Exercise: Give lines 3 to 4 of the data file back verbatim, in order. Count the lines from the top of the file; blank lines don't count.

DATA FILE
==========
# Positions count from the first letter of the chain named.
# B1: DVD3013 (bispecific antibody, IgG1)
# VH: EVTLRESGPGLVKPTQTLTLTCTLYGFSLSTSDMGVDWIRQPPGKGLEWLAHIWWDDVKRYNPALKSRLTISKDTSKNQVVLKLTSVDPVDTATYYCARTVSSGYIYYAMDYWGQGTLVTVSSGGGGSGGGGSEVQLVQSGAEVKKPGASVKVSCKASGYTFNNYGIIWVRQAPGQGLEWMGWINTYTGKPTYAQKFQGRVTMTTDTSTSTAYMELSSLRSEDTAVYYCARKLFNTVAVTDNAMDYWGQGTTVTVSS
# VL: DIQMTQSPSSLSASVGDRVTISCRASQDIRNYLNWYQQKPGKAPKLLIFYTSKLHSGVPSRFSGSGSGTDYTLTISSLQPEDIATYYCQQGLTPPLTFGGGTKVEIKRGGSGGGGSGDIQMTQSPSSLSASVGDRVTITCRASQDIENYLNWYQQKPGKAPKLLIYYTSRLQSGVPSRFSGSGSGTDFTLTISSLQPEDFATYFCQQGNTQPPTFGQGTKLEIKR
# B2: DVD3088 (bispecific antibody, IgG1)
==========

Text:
# VH: EVTLRESGPGLVKPTQTLTLTCTLYGFSLSTSDMGVDWIRQPPGKGLEWLAHIWWDDVKRYNPALKSRLTISKDTSKNQVVLKLTSVDPVDTATYYCARTVSSGYIYYAMDYWGQGTLVTVSSGGGGSGGGGSEVQLVQSGAEVKKPGASVKVSCKASGYTFNNYGIIWVRQAPGQGLEWMGWINTYTGKPTYAQKFQGRVTMTTDTSTSTAYMELSSLRSEDTAVYYCARKLFNTVAVTDNAMDYWGQGTTVTVSS
# VL: DIQMTQSPSSLSASVGDRVTISCRASQDIRNYLNWYQQKPGKAPKLLIFYTSKLHSGVPSRFSGSGSGTDYTLTISSLQPEDIATYYCQQGLTPPLTFGGGTKVEIKRGGSGGGGSGDIQMTQSPSSLSASVGDRVTITCRASQDIENYLNWYQQKPGKAPKLLIYYTSRLQSGVPSRFSGSGSGTDFTLTISSLQPEDFATYFCQQGNTQPPTFGQGTKLEIKR